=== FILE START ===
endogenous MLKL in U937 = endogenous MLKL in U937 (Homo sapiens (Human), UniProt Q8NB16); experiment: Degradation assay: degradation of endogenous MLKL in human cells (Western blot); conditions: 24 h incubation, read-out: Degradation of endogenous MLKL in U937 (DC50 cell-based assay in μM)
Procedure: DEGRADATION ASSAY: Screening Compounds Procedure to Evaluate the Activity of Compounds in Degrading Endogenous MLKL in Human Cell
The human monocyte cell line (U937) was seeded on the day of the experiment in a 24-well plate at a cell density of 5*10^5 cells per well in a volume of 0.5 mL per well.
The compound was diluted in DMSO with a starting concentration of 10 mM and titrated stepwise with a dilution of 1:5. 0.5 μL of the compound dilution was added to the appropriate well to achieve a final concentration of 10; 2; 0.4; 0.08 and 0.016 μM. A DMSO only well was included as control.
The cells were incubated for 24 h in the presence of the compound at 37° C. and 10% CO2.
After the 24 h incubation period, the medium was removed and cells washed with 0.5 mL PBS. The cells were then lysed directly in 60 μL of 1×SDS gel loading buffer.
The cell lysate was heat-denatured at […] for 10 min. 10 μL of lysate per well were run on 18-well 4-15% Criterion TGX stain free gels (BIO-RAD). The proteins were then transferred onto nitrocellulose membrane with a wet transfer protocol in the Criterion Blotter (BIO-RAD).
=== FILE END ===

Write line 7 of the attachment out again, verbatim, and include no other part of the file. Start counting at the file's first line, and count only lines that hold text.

The cell lysate was heat-denatured at […] for 10 min. 10 μL of lysate per well were run on 18-well 4-15% Criterion TGX stain free gels (BIO-RAD). The proteins were then transferred onto nitrocellulose membrane with a wet transfer protocol in the Criterion Blotter (BIO-RAD).